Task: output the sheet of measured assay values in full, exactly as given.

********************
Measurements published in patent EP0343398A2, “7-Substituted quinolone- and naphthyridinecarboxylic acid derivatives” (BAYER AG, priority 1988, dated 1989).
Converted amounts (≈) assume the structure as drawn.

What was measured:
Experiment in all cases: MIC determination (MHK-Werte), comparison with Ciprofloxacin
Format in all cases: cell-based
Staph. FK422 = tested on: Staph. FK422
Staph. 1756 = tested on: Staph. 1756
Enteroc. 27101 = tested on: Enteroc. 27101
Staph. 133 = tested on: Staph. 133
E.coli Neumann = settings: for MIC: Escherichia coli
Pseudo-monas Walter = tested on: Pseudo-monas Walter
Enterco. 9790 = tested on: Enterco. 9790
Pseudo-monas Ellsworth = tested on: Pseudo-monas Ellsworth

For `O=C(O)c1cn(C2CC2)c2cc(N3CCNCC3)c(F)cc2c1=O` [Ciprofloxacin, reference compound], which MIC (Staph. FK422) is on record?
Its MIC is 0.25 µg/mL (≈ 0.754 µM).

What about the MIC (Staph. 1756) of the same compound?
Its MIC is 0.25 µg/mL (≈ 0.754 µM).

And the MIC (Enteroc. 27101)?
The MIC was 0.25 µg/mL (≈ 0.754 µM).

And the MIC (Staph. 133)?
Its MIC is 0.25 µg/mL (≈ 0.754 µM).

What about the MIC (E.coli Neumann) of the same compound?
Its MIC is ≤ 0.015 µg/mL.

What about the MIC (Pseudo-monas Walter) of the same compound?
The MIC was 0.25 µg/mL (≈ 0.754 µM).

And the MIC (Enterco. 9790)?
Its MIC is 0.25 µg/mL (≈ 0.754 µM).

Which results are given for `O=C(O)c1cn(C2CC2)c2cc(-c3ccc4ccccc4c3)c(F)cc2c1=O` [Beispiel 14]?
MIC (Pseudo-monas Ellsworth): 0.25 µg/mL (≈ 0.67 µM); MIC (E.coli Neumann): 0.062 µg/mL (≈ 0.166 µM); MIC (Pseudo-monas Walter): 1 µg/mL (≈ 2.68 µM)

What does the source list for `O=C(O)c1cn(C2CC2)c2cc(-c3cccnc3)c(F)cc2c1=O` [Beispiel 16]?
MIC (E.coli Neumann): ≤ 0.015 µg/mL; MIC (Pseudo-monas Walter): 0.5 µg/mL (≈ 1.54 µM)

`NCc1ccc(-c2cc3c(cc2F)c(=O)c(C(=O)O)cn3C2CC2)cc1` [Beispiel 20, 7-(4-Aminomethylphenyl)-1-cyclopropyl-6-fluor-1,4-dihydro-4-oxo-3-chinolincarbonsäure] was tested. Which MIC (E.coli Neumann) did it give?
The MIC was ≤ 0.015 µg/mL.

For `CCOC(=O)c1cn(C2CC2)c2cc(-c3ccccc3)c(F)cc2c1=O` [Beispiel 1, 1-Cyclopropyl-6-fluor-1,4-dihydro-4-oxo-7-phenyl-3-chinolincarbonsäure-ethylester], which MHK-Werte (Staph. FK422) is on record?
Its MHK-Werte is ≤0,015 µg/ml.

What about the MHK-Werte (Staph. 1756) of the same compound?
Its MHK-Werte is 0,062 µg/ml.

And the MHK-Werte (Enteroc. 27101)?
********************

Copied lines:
Measurements published in patent EP0343398A2, “7-Substituted quinolone- and naphthyridinecarboxylic acid derivatives” (BAYER AG, priority 1988, dated 1989).
Converted amounts (≈) assume the structure as drawn.

What was measured:
Experiment in all cases: MIC determination (MHK-Werte), comparison with Ciprofloxacin
Format in all cases: cell-based
Staph. FK422 = tested on: Staph. FK422
Staph. 1756 = tested on: Staph. 1756
Enteroc. 27101 = tested on: Enteroc. 27101
Staph. 133 = tested on: Staph. 133
E.coli Neumann = settings: for MIC: Escherichia coli
Pseudo-monas Walter = tested on: Pseudo-monas Walter
Enterco. 9790 = tested on: Enterco. 9790
Pseudo-monas Ellsworth = tested on: Pseudo-monas Ellsworth

For `O=C(O)c1cn(C2CC2)c2cc(N3CCNCC3)c(F)cc2c1=O` [Ciprofloxacin, reference compound], which MIC (Staph. FK422) is on record?
Its MIC is 0.25 µg/mL (≈ 0.754 µM).

What about the MIC (Staph. 1756) of the same compound?
Its MIC is 0.25 µg/mL (≈ 0.754 µM).

And the MIC (Enteroc. 27101)?
The MIC was 0.25 µg/mL (≈ 0.754 µM).

And the MIC (Staph. 133)?
Its MIC is 0.25 µg/mL (≈ 0.754 µM).

What about the MIC (E.coli Neumann) of the same compound?
Its MIC is ≤ 0.015 µg/mL.

What about the MIC (Pseudo-monas Walter) of the same compound?
The MIC was 0.25 µg/mL (≈ 0.754 µM).

And the MIC (Enterco. 9790)?
Its MIC is 0.25 µg/mL (≈ 0.754 µM).

Which results are given for `O=C(O)c1cn(C2CC2)c2cc(-c3ccc4ccccc4c3)c(F)cc2c1=O` [Beispiel 14]?
MIC (Pseudo-monas Ellsworth): 0.25 µg/mL (≈ 0.67 µM); MIC (E.coli Neumann): 0.062 µg/mL (≈ 0.166 µM); MIC (Pseudo-monas Walter): 1 µg/mL (≈ 2.68 µM)

What does the source list for `O=C(O)c1cn(C2CC2)c2cc(-c3cccnc3)c(F)cc2c1=O` [Beispiel 16]?
MIC (E.coli Neumann): ≤ 0.015 µg/mL; MIC (Pseudo-monas Walter): 0.5 µg/mL (≈ 1.54 µM)

`NCc1ccc(-c2cc3c(cc2F)c(=O)c(C(=O)O)cn3C2CC2)cc1` [Beispiel 20, 7-(4-Aminomethylphenyl)-1-cyclopropyl-6-fluor-1,4-dihydro-4-oxo-3-chinolincarbonsäure] was tested. Which MIC (E.coli Neumann) did it give?
The MIC was ≤ 0.015 µg/mL.

For `CCOC(=O)c1cn(C2CC2)c2cc(-c3ccccc3)c(F)cc2c1=O` [Beispiel 1, 1-Cyclopropyl-6-fluor-1,4-dihydro-4-oxo-7-phenyl-3-chinolincarbonsäure-ethylester], which MHK-Werte (Staph. FK422) is on record?
Its MHK-Werte is ≤0,015 µg/ml.

What about the MHK-Werte (Staph. 1756) of the same compound?
Its MHK-Werte is 0,062 µg/ml.

And the MHK-Werte (Enteroc. 27101)?